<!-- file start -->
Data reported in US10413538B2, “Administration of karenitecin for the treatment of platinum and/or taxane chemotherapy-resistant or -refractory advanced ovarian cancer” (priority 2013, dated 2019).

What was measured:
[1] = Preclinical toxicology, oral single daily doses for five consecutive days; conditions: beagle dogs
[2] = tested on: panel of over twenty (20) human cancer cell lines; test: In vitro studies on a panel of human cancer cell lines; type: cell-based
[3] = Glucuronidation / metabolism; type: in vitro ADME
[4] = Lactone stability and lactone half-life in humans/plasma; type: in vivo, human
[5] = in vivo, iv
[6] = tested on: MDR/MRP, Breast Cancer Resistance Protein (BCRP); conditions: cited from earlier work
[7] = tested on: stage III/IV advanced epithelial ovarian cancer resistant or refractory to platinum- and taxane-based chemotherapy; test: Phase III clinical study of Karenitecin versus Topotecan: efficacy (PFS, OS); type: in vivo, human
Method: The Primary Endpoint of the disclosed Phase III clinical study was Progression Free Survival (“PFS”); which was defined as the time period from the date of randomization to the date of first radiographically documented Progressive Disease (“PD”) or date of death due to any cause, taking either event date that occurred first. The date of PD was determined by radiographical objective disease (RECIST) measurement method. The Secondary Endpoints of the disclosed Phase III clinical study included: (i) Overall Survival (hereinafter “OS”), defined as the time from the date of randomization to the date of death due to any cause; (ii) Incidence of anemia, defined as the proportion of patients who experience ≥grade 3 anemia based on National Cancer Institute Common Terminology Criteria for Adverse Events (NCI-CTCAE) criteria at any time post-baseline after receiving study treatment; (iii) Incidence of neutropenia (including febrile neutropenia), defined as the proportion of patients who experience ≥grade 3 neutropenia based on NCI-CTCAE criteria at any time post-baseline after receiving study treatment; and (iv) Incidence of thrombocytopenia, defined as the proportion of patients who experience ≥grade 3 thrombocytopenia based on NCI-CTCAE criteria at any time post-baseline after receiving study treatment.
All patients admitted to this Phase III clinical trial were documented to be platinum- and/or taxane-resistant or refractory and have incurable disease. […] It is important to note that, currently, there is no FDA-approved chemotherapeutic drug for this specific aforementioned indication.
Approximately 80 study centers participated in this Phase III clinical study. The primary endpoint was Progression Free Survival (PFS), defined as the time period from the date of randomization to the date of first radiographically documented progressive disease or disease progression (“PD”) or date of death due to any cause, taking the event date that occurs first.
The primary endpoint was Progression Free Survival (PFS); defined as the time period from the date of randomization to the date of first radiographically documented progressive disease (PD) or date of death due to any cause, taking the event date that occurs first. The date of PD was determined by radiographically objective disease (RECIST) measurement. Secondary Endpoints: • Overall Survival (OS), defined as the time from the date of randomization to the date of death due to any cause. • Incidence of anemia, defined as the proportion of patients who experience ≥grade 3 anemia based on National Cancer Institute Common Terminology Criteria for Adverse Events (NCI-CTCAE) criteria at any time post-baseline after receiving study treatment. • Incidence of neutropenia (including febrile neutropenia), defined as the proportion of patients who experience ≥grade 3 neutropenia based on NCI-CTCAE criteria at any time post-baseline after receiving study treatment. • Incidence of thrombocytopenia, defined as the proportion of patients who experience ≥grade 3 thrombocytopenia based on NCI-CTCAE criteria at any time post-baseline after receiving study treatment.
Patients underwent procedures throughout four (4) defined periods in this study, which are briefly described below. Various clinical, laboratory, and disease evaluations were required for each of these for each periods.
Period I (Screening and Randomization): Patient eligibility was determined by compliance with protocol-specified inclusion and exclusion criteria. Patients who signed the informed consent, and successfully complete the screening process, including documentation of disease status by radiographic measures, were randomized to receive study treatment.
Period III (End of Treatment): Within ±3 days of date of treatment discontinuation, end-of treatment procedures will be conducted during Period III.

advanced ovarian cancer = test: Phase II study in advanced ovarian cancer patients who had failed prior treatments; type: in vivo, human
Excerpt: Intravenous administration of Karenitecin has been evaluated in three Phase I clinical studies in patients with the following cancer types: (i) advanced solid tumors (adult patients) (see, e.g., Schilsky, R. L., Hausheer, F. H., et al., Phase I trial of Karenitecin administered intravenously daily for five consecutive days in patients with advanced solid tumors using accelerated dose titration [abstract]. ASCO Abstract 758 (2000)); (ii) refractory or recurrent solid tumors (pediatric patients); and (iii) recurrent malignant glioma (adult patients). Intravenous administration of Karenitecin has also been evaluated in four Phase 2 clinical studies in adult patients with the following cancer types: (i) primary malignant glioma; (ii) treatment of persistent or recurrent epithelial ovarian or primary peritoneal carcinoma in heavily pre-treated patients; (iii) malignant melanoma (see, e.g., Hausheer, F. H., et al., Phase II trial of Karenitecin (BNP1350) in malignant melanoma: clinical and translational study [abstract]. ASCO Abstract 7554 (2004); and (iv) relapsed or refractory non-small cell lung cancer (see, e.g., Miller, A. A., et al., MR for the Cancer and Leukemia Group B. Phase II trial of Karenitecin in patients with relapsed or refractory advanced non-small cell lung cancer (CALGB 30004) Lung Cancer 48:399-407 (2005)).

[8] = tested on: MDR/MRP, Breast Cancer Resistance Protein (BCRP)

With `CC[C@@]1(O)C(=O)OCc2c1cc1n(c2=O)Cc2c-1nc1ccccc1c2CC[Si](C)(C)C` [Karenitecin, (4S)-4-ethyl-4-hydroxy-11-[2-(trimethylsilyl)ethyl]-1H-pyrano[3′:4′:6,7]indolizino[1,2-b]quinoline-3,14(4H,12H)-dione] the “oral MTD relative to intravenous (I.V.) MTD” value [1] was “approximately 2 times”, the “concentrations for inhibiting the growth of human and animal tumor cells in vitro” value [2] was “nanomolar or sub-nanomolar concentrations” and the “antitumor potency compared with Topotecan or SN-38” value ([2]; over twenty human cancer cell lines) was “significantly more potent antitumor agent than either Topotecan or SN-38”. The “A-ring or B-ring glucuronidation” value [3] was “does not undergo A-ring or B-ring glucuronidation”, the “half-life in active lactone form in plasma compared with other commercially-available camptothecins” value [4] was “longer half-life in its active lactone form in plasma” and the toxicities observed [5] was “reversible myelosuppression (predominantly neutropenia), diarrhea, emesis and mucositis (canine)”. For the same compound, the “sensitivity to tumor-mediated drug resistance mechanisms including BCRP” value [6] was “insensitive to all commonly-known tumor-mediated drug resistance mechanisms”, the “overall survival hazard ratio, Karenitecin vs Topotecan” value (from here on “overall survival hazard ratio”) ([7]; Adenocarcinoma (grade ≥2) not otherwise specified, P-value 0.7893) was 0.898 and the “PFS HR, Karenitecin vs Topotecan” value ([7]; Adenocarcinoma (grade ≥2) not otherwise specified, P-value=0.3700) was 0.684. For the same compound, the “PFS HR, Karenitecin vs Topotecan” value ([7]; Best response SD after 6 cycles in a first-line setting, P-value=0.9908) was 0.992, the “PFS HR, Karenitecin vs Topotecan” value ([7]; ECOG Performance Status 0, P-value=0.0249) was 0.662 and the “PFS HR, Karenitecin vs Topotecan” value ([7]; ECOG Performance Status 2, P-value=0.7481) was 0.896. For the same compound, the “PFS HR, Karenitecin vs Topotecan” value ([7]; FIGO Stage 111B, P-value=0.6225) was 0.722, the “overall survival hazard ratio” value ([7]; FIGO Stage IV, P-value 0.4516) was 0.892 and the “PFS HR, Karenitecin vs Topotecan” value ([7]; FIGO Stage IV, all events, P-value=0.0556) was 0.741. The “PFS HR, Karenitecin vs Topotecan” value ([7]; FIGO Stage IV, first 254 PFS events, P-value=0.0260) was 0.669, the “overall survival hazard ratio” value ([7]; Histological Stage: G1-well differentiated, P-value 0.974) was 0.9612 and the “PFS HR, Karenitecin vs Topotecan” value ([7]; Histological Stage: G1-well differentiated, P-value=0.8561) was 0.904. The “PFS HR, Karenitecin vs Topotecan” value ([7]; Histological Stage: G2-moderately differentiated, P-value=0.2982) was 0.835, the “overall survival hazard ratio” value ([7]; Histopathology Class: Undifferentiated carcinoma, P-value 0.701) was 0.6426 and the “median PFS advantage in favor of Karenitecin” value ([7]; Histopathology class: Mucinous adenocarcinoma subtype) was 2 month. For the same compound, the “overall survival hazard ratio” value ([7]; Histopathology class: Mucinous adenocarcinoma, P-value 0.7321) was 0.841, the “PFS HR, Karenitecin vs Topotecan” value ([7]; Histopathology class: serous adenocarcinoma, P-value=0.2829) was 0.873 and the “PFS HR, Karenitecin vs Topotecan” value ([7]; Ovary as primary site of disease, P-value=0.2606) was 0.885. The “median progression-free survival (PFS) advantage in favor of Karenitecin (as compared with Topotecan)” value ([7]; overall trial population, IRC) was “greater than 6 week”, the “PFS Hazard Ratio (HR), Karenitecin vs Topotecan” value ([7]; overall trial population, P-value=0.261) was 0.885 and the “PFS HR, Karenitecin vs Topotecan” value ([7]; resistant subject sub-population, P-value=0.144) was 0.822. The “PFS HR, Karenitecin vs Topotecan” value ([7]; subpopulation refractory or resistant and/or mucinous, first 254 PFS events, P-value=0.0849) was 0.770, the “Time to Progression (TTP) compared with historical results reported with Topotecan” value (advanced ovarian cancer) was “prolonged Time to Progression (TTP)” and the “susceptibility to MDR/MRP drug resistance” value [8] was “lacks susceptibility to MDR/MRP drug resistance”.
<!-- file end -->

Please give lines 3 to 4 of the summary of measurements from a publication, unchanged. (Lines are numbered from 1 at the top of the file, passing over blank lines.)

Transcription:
[1] = Preclinical toxicology, oral single daily doses for five consecutive days; conditions: beagle dogs
[2] = tested on: panel of over twenty (20) human cancer cell lines; test: In vitro studies on a panel of human cancer cell lines; type: cell-based